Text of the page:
I know many of you reading my blog posts are prospective students trying to figure out why to choose Columbia over other Art Education MAT programs. I totally get that. I was just like you around this time in 2010 and early 2011, and now I’m in my second year in the Art Education MAT program here. Picking a graduate school is a process that takes time and careful consideration. Most of the graduate students I know (as opposed to undergrad students) are paying for their Masters degree themselves and want to make sure they’re getting the best for their money. Here’s why I chose Columbia:
A Cohort System
The Art Education MAT program is small. Between 10 and 15 people are accepted to the program and are put into a cohort together. This means we are in all of the same classes together and work together frequently. Because we’re a cohort that is always together, we get close to each other and are always getting new ideas from each other. My cohort is made up of ten people from a range of life experiences. We have someone who is a veteran teacher and provides the group with a prospective that comes from years of instructing and leading his own art classroom. We also have individuals who have experience in museum education, set design, business, graphic design… You name it and someone’s probably got experience with it. All of these different experiences meld together to make one strong group of people that build each other up. I believe I’m a stronger instructor because of the people in my cohort.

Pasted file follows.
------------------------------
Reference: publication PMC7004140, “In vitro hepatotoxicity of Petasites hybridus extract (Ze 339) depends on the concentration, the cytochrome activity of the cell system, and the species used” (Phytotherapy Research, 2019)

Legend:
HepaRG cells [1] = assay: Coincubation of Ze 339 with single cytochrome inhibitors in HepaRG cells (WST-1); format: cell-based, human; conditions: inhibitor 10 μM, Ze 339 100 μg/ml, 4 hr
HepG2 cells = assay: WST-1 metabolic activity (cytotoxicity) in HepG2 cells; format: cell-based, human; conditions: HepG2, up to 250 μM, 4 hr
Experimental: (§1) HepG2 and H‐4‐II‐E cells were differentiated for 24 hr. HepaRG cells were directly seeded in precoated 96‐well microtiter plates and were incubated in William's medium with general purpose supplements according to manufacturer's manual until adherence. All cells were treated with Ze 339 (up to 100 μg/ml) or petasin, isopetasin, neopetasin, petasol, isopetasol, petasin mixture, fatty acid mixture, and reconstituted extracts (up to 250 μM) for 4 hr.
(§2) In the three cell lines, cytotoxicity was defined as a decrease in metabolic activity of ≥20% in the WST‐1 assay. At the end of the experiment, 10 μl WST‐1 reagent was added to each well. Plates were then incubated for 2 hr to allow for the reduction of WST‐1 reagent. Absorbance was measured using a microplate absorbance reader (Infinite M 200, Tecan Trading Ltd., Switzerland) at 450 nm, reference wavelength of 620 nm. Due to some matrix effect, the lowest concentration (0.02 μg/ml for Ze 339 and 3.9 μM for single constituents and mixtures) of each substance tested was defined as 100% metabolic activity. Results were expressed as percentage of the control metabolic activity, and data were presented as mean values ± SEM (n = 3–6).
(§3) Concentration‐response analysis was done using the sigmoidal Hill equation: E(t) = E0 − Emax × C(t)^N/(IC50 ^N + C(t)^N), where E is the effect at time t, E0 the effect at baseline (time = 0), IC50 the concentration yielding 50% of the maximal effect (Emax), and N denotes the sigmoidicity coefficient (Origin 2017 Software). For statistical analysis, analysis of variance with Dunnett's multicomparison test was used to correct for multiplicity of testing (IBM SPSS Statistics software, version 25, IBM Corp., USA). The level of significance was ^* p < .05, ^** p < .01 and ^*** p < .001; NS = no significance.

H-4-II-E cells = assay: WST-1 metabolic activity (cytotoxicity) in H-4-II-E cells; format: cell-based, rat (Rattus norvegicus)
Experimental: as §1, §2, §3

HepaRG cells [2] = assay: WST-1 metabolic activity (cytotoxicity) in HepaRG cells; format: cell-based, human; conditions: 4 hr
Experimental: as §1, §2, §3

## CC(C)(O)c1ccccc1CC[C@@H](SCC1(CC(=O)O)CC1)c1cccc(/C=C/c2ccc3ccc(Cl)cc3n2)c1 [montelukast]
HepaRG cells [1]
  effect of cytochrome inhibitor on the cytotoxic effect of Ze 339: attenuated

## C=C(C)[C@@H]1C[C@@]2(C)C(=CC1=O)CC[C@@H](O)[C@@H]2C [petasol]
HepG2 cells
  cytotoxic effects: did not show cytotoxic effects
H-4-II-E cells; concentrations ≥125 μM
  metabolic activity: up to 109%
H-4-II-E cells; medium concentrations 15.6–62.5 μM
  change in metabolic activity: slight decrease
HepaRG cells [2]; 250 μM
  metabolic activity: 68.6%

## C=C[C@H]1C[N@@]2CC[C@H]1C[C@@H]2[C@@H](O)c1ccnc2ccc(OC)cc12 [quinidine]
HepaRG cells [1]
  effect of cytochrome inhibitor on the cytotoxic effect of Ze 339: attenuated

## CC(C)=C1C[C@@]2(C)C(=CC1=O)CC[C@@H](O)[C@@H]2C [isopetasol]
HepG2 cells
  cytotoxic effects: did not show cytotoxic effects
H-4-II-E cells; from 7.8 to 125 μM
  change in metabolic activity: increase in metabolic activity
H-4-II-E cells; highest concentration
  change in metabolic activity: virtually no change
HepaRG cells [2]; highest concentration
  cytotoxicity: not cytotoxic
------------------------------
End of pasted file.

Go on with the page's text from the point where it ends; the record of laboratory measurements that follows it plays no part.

Grad school is expensive, no joke. I’ll be honest. I’ve got loans, but I did get the Follett Graduate Merit Award. The Follett is a generous award that takes care of the majority of my tuition. I highly recommend applying early, by the February 2nd deadline, and making sure you express interest in it on your application. It made the difference when I was deciding between Columbia and another MAT program here in Chicago.
Life in the City
Did you go to undergrad in the boonies? Me too. After I graduated from my undergraduate school in 2008, I moved to Washington, D.C. for three years. When I was considering grad school on the east coast versus Illinois, I couldn’t imagine going back to the middle of nowhere for two more years. Additionally, for an art teacher, Chicago offers a world of educational experiences for your future students. The Art Institute and the Museum of Contemporary Art are right at your fingertips, along with a host of other museums (hello, art integration?). You just don’t get that in the cornfields. I’m constantly finding lesson plan inspiration from the city I live in.
Have questions? Email me! firstname.lastname@example.org